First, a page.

5th Singapore Short Cuts - Speakers Cornered by Martyn See

The burning question on the minds of many towards `Speakers Cornered' was how it passed the approval for the programme. Martyn See, the filmmaker once endured 15 hours of interrogation for making Singapore Rebel. If the authorities remember his record, surely, it might have been more difficult this time. Either they've got a new guy on the job or the rules have changed. Well, from the Q & A, none of the above. `Speakers Cornered' passed the cut because it was an objective, news reporting style coverage of an actual event, without the narrative manoeuvrings. So it seems, rather cleverly, Martyn has decided to let facts speak for themselves in this latest piece.

In 2006, Singapore hosted the IMF conference. For a period before, Singaporeans were told to smile. I think of their target of 4 million smiles, the achieved results were about 10,000 or less. That makes it 0.25% success rate. Singaporeans have wisened up to make choices in life. And I think an international body like IMF would be more impressed to know if we were a mature society able to think for ourselves than if we went around superficially flashing a smile at anyone in a business suit with a conference tag. A small group of people decided to take one step further than others to speak their minds out in hope that the international congregation in Singapore leaves with a more learned view of us. The group needs no introduction. They are Chee Soon Juan and gang, including his lady-of-steel ally, his own sister.

Donning T-shirts that screamed Democracy Now in big letters, they came, bravely rehashed their usual agenda and prepared to face some music. As the title suggests, the cornering of the speakers was the main focus of the documentary. To keep it like news-footage and yet still make a point was an exercise in choice of shots. Add a dash of storytelling and strategically crafted interview questions, the point becomes clear.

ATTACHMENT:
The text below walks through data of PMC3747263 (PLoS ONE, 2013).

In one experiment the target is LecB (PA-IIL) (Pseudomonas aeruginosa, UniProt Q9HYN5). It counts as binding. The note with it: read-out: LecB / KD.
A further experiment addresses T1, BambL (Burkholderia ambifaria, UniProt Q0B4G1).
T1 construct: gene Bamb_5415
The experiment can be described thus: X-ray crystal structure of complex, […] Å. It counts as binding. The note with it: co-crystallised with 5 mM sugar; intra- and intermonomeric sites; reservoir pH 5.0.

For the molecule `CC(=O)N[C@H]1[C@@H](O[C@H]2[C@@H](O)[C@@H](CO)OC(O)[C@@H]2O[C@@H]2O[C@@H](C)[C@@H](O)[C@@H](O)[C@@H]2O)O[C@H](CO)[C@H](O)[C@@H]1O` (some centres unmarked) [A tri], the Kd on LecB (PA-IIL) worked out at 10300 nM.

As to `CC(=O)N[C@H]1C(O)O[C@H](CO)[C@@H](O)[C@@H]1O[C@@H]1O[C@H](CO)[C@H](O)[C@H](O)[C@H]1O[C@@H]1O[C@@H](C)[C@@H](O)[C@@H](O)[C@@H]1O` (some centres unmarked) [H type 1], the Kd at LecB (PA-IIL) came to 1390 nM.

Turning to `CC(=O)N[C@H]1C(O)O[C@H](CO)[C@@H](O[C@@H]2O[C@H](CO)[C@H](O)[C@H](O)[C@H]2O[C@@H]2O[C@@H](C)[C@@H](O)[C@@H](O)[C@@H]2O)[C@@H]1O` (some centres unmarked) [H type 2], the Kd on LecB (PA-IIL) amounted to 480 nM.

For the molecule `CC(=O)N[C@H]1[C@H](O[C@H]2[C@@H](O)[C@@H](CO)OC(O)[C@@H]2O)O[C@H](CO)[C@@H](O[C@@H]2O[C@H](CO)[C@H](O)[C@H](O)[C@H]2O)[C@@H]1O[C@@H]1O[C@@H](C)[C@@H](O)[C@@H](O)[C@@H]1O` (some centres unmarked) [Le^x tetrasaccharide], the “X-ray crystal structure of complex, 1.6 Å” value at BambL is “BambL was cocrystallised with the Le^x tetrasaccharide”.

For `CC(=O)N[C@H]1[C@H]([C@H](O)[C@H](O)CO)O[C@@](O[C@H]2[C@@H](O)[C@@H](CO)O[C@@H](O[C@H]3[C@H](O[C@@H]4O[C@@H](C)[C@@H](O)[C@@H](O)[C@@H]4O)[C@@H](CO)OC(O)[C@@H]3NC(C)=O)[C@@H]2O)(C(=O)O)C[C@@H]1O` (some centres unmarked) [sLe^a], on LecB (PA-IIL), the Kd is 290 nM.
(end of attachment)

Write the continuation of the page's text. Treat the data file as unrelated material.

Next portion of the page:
`We are a democracy and we have rights', exclaimed Dr Chee. His rather short-lived speech plodded into the meaning of our pledge. I don't remember a huge crowd of non-institutional listeners but only a mob of media reporters. I guess they have more clout and propagating potential. But as usual, the police were determined to outnumber the media. As kiasu as ever, they came in organised droves and even walked in different interesting formations, like in circles. Their singular mission was to dismantle the speakers and prevent a procession. While breaking them up was a excruciating process to watch, forming human barricades became something rather amusing to watch.

I will always remember the civil tussle between Ms Chee and the female police officer in charge. It was intense and blood-stirring. If either lost control in the verbal offensives, a lot of blood would have been shed through fingernail clawing and hair-pulling. But what really made me want to pull out my own hair out was the `stooge-like' behaviour of policemen and women. Because they were just doing their jobs, there was little choice for them. Very often, they were probed by the reporters and the SDP supporters for forming roadblocks and all they could do was remain silent and wait for instructions.

I could not help but begin to draw microcosmic parallels to the Singapore society at large. Like most of its working-class citizens, the policemen are helplessly silent and bound by their responsibilities, or perhaps working contracts. There is an absence of an authority figure in the video and all we see are only the actions of a police force executing orders. So in reality, are authorities as invisible as in the video? I would just put it as things are slowly changing. Incidentally, I was out of the country a few days following the screening. It gave me a chance to keep up with foreign news. Topping the headlines were the Anwar case and (yawn!) China's human rights records rehashed by Western dissidents of its governing actions. I began to ask if this was inherent in Asian culture or if this was `Uniquely Singaporean'. Apparently, a film like this may not draw as much attention overseas as it does here in Singapore, as my foreign friend shared. Police crackdowns are just too common!
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